Thought to have been presented by the Royal House of Nepal.
Base 7 mm
Thickest 9 mm
(Right before "shoulder")
Middle 7.5 mm
5 cm from tip 5.5. mm
Narrowest at base 31 mm
Widest at belly 58 mm
11.7 cm from hilt
Nepal. Probably made in India.
Iron, steel, wood, brass, bone, leather
Probably 1930s - 1940s
From a European private collection
Anything similar for sale?
A medium-sized khukurī with some unusual features.
Pommels on khukurī are usually made out of the same material as the rest of the hilt. Smetimes we see the combination of two natural materials, such as wood and ivory. In this case, the pommel is made of a piece of sheet brass that was joined on one side with a dovetail connection, the pommel plate being brazed on. The wooden part of the handle has lozenge shaped bone inlays.
The base of the blade has ornamental grooves and dimples that resemble the work done on very high-end khukurī of primarily the early to mid 19th century. On this example, the work is best described as "good from afar, but far from good."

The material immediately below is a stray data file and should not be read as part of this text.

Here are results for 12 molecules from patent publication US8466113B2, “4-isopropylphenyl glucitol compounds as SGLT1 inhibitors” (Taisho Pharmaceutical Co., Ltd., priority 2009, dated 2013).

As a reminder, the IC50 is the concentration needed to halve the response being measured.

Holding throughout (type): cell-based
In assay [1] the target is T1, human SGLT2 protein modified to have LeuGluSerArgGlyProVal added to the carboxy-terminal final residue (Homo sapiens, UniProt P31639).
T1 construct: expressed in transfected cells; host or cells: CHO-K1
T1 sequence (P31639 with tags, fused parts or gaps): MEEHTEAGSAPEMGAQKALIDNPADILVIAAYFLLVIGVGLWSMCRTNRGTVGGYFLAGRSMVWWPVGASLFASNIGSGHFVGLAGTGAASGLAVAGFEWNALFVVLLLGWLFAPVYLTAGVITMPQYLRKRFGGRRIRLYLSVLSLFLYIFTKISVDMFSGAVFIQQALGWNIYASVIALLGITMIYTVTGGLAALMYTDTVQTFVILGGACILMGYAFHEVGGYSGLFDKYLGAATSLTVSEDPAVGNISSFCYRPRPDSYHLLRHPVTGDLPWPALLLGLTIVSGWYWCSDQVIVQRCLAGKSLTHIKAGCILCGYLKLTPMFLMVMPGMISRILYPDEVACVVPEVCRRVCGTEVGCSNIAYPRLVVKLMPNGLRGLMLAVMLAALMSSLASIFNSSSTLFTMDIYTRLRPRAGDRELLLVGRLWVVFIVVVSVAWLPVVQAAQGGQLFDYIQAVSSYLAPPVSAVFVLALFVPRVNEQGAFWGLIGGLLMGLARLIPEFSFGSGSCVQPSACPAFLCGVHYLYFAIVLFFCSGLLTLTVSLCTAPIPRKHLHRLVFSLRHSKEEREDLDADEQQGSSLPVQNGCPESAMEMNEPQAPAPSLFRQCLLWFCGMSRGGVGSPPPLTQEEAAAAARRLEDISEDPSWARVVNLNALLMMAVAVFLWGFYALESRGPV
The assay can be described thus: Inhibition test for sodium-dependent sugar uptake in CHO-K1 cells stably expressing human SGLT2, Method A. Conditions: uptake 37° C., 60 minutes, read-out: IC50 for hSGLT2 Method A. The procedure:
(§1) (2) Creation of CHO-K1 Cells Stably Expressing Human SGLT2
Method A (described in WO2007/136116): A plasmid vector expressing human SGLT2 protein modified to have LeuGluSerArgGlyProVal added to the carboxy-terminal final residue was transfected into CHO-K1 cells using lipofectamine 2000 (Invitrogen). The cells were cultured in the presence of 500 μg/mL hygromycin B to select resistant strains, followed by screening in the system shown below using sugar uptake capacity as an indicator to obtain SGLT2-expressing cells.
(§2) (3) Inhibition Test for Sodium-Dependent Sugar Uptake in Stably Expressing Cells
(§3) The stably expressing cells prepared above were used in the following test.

But you can't blame a man for trying: Whoever did it was obviously charmed by these marvellous earlier khukurī, but lacked the time, skill or other resources to match that kind of work.
A khukurī with similarly decorated spine in the hands of a Gurkha soldier.
World War 2.
Blade has some damage from contact and corrosion. Scabbard open on one side. Pommel dented. It is what it is. See photos.
Despite the indifferent workmanship on the attempts of decoration, the piece has a sturdy blade, handles nicely and is by all means a functional khukurī.
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I might be interested in buying it.Contact me
Named so after the two ridges that are formed on the bi-fullered blade.
A 19th-century piece with a simple blade but nicely carved hilt.
Signed: Ricky Milnes, India 44, Burma 44, Ramree 45.
With wide blade and a two-tone hilt in cattle bone and wood, capped with brass.
A workhorse with a stamped mark at the base of the blade.